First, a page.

FairMormon is a non-profit organization dedicated to providing well-documented answers to criticisms of LDS doctrine, belief and practice.
Criticism of Mormonism/Books/Blood of the Prophets: Brigham Young and the Massacre at Mountain Meadows/Use of sources/Alexander on reasons
Did Thomas Alexander claim that "the Indians" were responsible for Mountain Meadows Massacre?
A FairMormon Analysis of: Criticism of Mormonism/Books/Blood of the Prophets: Brigham Young and the Massacre at Mountain Meadows, a work by author: Will Bagley
Question: Did historian Thomas Alexander claim that "the Indians" forced Mormons to commit the Mountain Meadows Massacre?
Alexander responds: "I did not say, as Bagley flippantly claims I did, 'the Indians made them do it'"
Historian Thomas Alexander is claimed by the author of Blood of the Prophets to have held the position that "the Indians made them do it" (i.e., commit the Mountain Meadows Massacre).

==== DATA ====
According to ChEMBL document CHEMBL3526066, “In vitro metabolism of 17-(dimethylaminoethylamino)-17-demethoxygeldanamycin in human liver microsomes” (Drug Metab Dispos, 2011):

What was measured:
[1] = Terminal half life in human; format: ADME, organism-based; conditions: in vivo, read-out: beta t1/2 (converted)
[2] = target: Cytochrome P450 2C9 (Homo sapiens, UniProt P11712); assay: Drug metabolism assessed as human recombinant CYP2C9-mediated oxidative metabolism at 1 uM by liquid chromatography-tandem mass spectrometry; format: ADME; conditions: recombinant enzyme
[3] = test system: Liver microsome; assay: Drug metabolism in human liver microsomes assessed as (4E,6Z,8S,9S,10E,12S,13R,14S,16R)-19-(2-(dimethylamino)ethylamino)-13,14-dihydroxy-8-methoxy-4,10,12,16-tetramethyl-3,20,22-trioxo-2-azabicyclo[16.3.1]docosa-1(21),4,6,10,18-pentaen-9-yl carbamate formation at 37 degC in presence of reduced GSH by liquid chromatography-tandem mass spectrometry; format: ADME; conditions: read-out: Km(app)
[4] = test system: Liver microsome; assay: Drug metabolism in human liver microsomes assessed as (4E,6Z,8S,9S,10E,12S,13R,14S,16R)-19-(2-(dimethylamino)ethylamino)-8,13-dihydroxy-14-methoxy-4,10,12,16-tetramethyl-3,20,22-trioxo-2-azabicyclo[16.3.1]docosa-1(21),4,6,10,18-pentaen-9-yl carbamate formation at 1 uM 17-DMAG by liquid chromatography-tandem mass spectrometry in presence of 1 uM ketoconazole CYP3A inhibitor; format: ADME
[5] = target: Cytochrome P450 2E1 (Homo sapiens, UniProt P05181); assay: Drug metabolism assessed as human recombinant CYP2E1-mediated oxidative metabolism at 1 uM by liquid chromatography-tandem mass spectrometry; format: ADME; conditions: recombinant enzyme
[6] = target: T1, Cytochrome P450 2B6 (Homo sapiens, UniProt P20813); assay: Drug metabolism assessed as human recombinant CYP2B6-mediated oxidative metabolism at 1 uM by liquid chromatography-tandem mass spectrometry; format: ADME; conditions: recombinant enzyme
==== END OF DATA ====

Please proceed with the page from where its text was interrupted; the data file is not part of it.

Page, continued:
The author is willing to distort the position of his historical colleague to score a rhetorical point, just as he selectively presents the evidence of the past to the same end.
Responded Alexander to this claim:
The massacre at Mountain Meadows remains one of the most heinous and least understood crimes in the history of the American West. How a militia unit of "God-fearing Christians" could have murdered more than 120 people in cold blood seems beyond comprehension. In a previous book, I attempted to understand the massacre by comparing it to "the massacres of Christian Armenians by Moslem Turks, of Jews by Christian Germans, and of Moslem Bosnians by Christian Serbs." I did not say, as Bagley flippantly claims I did, "the Indians made them do it" (367). On reflection, the massacre should reveal to each of us our vulnerability and our potential—however well hidden—for acts of unspeakable atrocity. 
- Will Bagley, Blood of the Prophets: Brigham Young and the Massacre at Mountain Meadows (University of Oklahoma Press, 2002), 367.
- Thomas G. Alexander, "Review of Blood of the Prophets: Brigham Young and the Massacre at Mountain Meadows," Brigham Young University Studies 31 no. 1 (January 2003), 167–. off-site